Following Legal Advice, Stirling Council is to Take Enforcement Action on Rail Noise and Vibration
Stirling Council is to come to the rescue of line side residents who, following the opening of the SAK Railway line in 2008, have been left with broken promises and high levels of noise and vibration.
A report commissioned by the Council in late 2014 found that night time noise levels outside resident’s homes constituted a statutory nuisance and that vibration levels at some properties was excessive. Network Rail and the freight operators have continued to run heavy night freight despite pleas, complaints and even written requests from the Scottish Parliament in attempts find a solution.
Now, thanks to the support of elected politicians, there is hope that enforcement orders will protect the health and well being of those affected by these forms of railway pollution.
Protecting the Heart of Scotland
Stirling, due to its central position and strong transport connections, is considered by many to be ‘the heart of Scotland’
GETTING A COMPLAINT FORM
Click here to download a complaint form . This will open a new page with a download button. Just click the download button (and direct download option) and it will save a PDF file to your computer. PRINT for yourself and for any neighbours who are affected. The form is 3 pages long, you only fill in the first page which is the essential part (takes about 5 minutes), but you should include page 2 as this is the request for the Council to take action. Page 3 is additional information and is optional. It’s a good idea to keep a copy of what you’ve filled in, then post or hand it in to your own Council at the address below. If you have problems, email email@example.com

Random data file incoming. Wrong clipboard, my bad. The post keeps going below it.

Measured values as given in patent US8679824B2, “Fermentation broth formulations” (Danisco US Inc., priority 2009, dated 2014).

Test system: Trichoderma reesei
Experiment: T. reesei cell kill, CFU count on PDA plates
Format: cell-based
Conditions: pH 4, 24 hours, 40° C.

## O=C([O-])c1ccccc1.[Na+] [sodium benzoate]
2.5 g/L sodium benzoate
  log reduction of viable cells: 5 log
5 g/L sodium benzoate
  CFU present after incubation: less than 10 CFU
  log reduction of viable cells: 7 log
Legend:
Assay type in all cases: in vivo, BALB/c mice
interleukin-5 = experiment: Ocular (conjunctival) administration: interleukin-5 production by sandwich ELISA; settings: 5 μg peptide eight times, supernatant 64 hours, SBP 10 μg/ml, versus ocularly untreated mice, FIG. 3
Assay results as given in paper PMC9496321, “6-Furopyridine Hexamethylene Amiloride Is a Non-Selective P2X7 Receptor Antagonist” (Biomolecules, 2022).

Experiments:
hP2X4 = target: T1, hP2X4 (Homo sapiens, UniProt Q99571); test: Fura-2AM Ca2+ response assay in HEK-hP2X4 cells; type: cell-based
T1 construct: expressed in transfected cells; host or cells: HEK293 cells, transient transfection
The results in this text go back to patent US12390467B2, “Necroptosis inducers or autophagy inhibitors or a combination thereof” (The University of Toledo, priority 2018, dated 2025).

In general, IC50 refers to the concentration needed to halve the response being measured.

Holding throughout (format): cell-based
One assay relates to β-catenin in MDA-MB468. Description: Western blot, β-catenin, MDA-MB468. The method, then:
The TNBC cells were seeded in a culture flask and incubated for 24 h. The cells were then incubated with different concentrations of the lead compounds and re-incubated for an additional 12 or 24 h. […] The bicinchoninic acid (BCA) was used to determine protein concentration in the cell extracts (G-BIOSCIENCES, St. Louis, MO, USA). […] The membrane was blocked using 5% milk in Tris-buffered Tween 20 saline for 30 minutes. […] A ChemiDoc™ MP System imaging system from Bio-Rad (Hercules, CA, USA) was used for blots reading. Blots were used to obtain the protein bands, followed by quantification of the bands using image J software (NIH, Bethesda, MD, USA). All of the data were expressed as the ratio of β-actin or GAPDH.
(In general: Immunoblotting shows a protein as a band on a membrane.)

Alternatively, phone the Council, tell them you want to make a Formal Complaint about Environmental Pollution and give them the relevant information using the form as a guide. [Posting or handing the form in is probably better].
WHERE TO SEND THE COMPLAINT FORM
COUNCIL ADDRESSES AND PHONE NUMBERS:
CLACKMANNANSHIRE Lynn Parsler, Environmental Health, Clackmannanshire Council, Greenfield, Alloa, Clackmannanshire, FK10 2AD, Tel: 01259 450000